NORTON SOUND was soon reassigned to the critical function of developing air defense systems for the fleet. On 1 August 1950 she began a four month overhaul at NSY San Francisco during which she received new handling, launching, stowage, and guidance equipment for what became the TERRIER anti-aircraft missile system. A Mk-37 gun director with a Mk-25 Mod-6 radar that provided the beam for the TERRIER missiles to ride took the place of her after starboard 5"/38 gun mount. She was reclassified as a Guided Missile Ship (AVM 1) on 8 August 1951. By November 1952 she had also launched an early version of the REGULUS I surface-to-surface missile. Two additional major TERRIER alterations then followed, including the installation of a prototype TERRIER twin-arm missile launcher aft in late 1952 and the addition of an AN/SPQ-5 guidance radar over the bridge and other TERRIER equipment by 1956. In 9-13 October 1956 she also participated in operation RIFF-RAFF by launching two REGULUS I guided missiles to a range of 500 miles. The helicopter platform forward was removed in 1957, helo ops being shifted aft. In 1958 the TERRIER launcher was temporarily removed so she could be the launch ship for Project ARGUS, a secret operation off the Falkland Islands in which NORTON SOUND in July-September 1958 (just before the atmospheric test ban took effect) launched four test X-17a rockets from her after deck followed by three more X-17a's carrying low yield (1- to 2-KT) nuclear warheads which were detonated high in the Earth's upper atmosphere to see if they would create high altitude radiation belts with military implications. (These tests contributed to the discovery of the Van Allen radiation belt.) Development of the smaller TARTAR missile began in 1958, and when NORTON SOUND returned to San Diego in June 1959 she resumed tests of both TERRIER and TARTAR, which ended with the firing of a TARTAR RIM-24B in May 1962.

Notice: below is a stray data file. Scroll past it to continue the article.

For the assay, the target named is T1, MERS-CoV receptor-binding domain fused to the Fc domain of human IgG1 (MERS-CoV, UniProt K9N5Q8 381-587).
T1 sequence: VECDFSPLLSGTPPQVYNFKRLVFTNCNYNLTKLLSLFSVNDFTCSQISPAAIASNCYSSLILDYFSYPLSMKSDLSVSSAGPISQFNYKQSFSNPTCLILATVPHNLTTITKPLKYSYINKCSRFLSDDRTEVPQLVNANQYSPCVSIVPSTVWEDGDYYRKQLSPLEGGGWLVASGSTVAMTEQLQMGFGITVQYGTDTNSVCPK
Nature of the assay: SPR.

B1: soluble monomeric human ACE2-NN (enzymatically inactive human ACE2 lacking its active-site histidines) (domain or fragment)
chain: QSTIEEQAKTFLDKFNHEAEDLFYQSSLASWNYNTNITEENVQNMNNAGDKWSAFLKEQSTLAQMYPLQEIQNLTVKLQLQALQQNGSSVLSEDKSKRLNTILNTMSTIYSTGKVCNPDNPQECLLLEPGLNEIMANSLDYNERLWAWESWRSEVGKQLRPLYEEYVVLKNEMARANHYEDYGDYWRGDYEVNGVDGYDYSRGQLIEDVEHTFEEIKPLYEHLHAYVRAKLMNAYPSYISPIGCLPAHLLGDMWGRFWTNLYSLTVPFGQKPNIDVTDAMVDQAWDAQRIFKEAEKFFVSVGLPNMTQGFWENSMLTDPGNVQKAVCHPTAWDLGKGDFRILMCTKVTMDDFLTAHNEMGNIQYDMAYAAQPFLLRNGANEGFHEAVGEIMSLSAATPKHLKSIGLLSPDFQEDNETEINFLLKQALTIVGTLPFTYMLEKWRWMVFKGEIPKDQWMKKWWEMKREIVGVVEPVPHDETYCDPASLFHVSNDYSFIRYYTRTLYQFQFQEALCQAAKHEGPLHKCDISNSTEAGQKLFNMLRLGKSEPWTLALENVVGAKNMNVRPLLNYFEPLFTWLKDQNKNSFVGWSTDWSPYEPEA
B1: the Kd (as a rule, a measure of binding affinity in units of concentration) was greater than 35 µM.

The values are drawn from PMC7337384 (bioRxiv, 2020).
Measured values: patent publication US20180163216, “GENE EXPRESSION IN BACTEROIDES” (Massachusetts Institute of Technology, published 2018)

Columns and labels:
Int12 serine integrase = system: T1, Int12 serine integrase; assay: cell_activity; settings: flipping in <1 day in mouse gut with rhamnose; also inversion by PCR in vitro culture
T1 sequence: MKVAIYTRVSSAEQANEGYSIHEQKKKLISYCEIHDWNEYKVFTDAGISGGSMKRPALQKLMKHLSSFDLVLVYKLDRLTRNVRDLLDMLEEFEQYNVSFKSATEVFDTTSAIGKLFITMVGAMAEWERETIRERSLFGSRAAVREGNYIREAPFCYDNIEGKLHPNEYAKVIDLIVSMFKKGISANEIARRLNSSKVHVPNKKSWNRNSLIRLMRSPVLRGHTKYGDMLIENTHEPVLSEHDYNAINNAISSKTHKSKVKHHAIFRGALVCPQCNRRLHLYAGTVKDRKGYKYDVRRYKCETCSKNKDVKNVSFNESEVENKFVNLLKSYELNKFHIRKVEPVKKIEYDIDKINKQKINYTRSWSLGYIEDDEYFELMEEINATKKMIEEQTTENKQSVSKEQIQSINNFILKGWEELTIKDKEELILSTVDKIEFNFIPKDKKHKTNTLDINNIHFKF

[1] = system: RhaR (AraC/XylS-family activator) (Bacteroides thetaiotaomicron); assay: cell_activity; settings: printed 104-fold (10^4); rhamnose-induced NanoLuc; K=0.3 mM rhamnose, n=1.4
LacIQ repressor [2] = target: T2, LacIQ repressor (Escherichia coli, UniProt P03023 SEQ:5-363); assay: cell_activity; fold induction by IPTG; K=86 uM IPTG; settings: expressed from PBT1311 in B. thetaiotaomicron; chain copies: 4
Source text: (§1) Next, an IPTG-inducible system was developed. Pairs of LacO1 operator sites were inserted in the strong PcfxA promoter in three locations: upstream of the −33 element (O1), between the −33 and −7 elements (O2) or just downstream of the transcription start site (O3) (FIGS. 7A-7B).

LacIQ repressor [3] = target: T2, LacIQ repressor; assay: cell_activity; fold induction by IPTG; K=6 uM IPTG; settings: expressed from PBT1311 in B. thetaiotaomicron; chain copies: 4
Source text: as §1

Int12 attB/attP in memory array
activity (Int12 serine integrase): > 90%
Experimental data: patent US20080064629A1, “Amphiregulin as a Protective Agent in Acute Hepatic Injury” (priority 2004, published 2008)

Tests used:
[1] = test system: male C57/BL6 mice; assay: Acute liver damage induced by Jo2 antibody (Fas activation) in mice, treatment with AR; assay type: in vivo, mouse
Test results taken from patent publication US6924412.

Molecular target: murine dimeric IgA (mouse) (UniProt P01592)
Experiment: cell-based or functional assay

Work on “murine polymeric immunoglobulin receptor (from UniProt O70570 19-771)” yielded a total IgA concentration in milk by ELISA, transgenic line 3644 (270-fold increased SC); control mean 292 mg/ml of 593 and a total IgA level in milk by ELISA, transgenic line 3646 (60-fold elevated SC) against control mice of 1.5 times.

To counter the threat from mass raids of Soviet aircraft armed with stand-off antiship missiles the Navy in May 1957 initiated a major study by the Applied Physics Laboratory of systems requirements for antiair warfare from 1957 to 1967. The result was the TYPHON Weapon Control System, which in contrast to the existing TALOS, TERRIER, and TARTAR surface-to-air missile systems combined one massive radar (the AN/SPG-59), one weapon direction system, and two complementary missile types (one long range and one medium range) into a single integrated fleet air defense system. Linked to the Naval Tactical Data System (NTDS), TYPHON was intended to provide ships with a defense against any air threat developed during the next couple of decades. Although the total TYPHON system would be exceedingly expensive, it was hoped that a single TYPHON “frigate” (DLGN) could provide air defense for an entire carrier task force. On 30 August 1961 CNO made funding available for the hardware and installation of the prototype TYPHON Weapon Control System in NORTON SOUND without a prior test period ashore and to permit at-sea missile testing to commence early in calendar year 1964. He also directed that NORTON SOUND was to transfer from the Pacific Fleet to the Atlantic Fleet during July 1962 and was then to proceed to an East Coast Naval Shipyard for preliminary conversion work and then to a private yard in the Baltimore area for the installation of the prototype system. The ship was to be in "in commission, in reserve" status from her arrival at the East Coast Naval Shipyard until the installation of the prototype system was completed around December 1963. The inclusion of a TYPHON DLG(N) in the FY 1963 budget was approved by SECDEF in October 1961. Approved characteristics for a 9,900-ton DLG(N) with the TYPHON system (one twin-arm long-range and two single-arm medium range missile launchers and a SPG-59 radar with 3,400 radiating elements), SCB Project No. 227, were promulgated on 1 January 1962. (A larger SPG-59 variant for cruisers had 10,200 elements.) Approved characteristics for the conversion of NORTON SOUND, SCB Project No. 233, were promulgated on 18 December 1961 and updated for FY 1963 on 12 April 1963 with a single change on 16 April 1964. In June 1962 NORTON SOUND proceeded to Norfolk, Va., where she was placed out of commission (not ICIR) on 10 August 1962. She was then towed to Maryland SB/DD at Baltimore and commenced conversion there on 21 November 1962 under a contract dated 9 November 1962. Another deck level (the 05) and TYPHON's conical phased array radar on top of a tall cylindrical base were added to the superstructure. However in the early 1960s the transistor was still in its infancy, printed circuit boards were just beginning to gain acceptance, and chip circuits had not yet been invented, laying the groundwork for technological disappointment. By November 1962 SECNAV had received permission from Congress to cancel the FY 1963 TYPHON ship and reprogram the funds to help correct deficiencies in the earlier "3-T" SAM systems. The DLG(N) was revived for the FY 1965 program as SCB 240.65, for which approved characteristics were promulgated on 9 August 1963. Installation of the prototype TYPHON 3,400-element radar and weapon control system on NORTON SOUND began in March 1963 at Maryland SB/DD, but it soon became evident that the technical advances being attempted in TYPHON were too great. On 27 November 1963 SECDEF terminated the TYPHON program and on a Navy recommendation instituted the NORTON SOUND Engineering Test Program with funding through FY 1965 with the objective of evaluating the advanced technology in the SPG-59 radar and the associated the weapons direction equipment and other components to contribute to the design and development of future surface missile systems. NORTON SOUND completed her TYPHON conversion on 13 June 1964, recommissioned on 20 June 1964, and completed shakedown in Chesapeake Bay including initial TYPHON operations on 14 October 1964. By the end of 1964 it was apparent that it was possible to design planar phased array radars weighing and costing four to five times less than the SPG-59 spherical array. NORTON SOUND ship returned to Port Hueneme, Calif., on 7 July 1965, and the radar was evaluated there beginning on 31 July 1965. As of April 1965 the objectives of these trials, now with FY 1966 funding, were to evaluate the operational capabilities (including dependability) of the AN/SPG-59 radar and the ability of primarily Navy personnel to operate and maintain the system. The performance of the TYPHON radar was not encouraging, and in December 1965 a review panel terminated that test program. All TYPHON equipment was removed from the ship at the Long Beach Naval Shipyard between 15 July and 30 September 1966, although the new 05 level remained.